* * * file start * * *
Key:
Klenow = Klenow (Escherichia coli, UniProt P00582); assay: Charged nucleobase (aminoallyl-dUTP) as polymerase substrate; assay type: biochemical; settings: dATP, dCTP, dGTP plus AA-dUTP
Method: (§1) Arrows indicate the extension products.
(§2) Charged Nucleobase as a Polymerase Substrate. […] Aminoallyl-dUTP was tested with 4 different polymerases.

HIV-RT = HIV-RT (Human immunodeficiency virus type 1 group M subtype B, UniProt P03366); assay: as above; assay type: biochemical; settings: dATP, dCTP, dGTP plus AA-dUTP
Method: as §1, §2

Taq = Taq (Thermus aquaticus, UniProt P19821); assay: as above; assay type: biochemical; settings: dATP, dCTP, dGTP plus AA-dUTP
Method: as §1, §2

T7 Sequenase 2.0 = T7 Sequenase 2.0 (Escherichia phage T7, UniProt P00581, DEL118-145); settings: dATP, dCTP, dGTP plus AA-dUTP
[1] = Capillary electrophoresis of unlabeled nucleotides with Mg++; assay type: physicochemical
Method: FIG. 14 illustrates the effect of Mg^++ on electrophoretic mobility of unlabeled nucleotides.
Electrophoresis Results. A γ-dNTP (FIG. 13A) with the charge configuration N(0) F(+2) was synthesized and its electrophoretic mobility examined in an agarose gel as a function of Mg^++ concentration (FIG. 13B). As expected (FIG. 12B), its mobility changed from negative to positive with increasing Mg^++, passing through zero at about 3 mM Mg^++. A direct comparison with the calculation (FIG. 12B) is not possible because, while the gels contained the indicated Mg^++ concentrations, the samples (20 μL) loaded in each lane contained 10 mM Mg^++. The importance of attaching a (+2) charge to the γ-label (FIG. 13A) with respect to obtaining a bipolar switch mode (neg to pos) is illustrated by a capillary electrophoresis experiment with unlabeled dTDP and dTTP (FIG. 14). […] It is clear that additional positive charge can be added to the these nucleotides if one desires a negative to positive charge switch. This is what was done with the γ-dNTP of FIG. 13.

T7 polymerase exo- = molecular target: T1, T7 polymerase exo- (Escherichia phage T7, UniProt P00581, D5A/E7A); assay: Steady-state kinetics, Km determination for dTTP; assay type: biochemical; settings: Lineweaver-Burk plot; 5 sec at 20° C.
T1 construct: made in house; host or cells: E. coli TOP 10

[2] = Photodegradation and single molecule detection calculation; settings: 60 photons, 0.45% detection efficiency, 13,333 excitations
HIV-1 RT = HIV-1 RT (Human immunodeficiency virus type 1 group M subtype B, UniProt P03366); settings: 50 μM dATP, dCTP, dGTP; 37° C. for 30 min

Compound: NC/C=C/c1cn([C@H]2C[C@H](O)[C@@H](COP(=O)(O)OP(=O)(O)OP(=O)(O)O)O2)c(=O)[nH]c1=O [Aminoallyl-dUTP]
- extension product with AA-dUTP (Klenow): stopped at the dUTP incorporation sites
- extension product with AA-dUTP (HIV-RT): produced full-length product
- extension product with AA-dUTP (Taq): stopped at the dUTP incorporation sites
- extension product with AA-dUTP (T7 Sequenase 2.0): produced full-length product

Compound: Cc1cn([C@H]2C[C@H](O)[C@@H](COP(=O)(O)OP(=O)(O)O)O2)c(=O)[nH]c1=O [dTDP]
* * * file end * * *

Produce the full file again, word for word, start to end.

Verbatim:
Key:
Klenow = Klenow (Escherichia coli, UniProt P00582); assay: Charged nucleobase (aminoallyl-dUTP) as polymerase substrate; assay type: biochemical; settings: dATP, dCTP, dGTP plus AA-dUTP
Method: (§1) Arrows indicate the extension products.
(§2) Charged Nucleobase as a Polymerase Substrate. […] Aminoallyl-dUTP was tested with 4 different polymerases.

HIV-RT = HIV-RT (Human immunodeficiency virus type 1 group M subtype B, UniProt P03366); assay: as above; assay type: biochemical; settings: dATP, dCTP, dGTP plus AA-dUTP
Method: as §1, §2

Taq = Taq (Thermus aquaticus, UniProt P19821); assay: as above; assay type: biochemical; settings: dATP, dCTP, dGTP plus AA-dUTP
Method: as §1, §2

T7 Sequenase 2.0 = T7 Sequenase 2.0 (Escherichia phage T7, UniProt P00581, DEL118-145); settings: dATP, dCTP, dGTP plus AA-dUTP
[1] = Capillary electrophoresis of unlabeled nucleotides with Mg++; assay type: physicochemical
Method: FIG. 14 illustrates the effect of Mg^++ on electrophoretic mobility of unlabeled nucleotides.
Electrophoresis Results. A γ-dNTP (FIG. 13A) with the charge configuration N(0) F(+2) was synthesized and its electrophoretic mobility examined in an agarose gel as a function of Mg^++ concentration (FIG. 13B). As expected (FIG. 12B), its mobility changed from negative to positive with increasing Mg^++, passing through zero at about 3 mM Mg^++. A direct comparison with the calculation (FIG. 12B) is not possible because, while the gels contained the indicated Mg^++ concentrations, the samples (20 μL) loaded in each lane contained 10 mM Mg^++. The importance of attaching a (+2) charge to the γ-label (FIG. 13A) with respect to obtaining a bipolar switch mode (neg to pos) is illustrated by a capillary electrophoresis experiment with unlabeled dTDP and dTTP (FIG. 14). […] It is clear that additional positive charge can be added to the these nucleotides if one desires a negative to positive charge switch. This is what was done with the γ-dNTP of FIG. 13.

T7 polymerase exo- = molecular target: T1, T7 polymerase exo- (Escherichia phage T7, UniProt P00581, D5A/E7A); assay: Steady-state kinetics, Km determination for dTTP; assay type: biochemical; settings: Lineweaver-Burk plot; 5 sec at 20° C.
T1 construct: made in house; host or cells: E. coli TOP 10

[2] = Photodegradation and single molecule detection calculation; settings: 60 photons, 0.45% detection efficiency, 13,333 excitations
HIV-1 RT = HIV-1 RT (Human immunodeficiency virus type 1 group M subtype B, UniProt P03366); settings: 50 μM dATP, dCTP, dGTP; 37° C. for 30 min

Compound: NC/C=C/c1cn([C@H]2C[C@H](O)[C@@H](COP(=O)(O)OP(=O)(O)OP(=O)(O)O)O2)c(=O)[nH]c1=O [Aminoallyl-dUTP]
- extension product with AA-dUTP (Klenow): stopped at the dUTP incorporation sites
- extension product with AA-dUTP (HIV-RT): produced full-length product
- extension product with AA-dUTP (Taq): stopped at the dUTP incorporation sites
- extension product with AA-dUTP (T7 Sequenase 2.0): produced full-length product

Compound: Cc1cn([C@H]2C[C@H](O)[C@@H](COP(=O)(O)OP(=O)(O)O)O2)c(=O)[nH]c1=O [dTDP]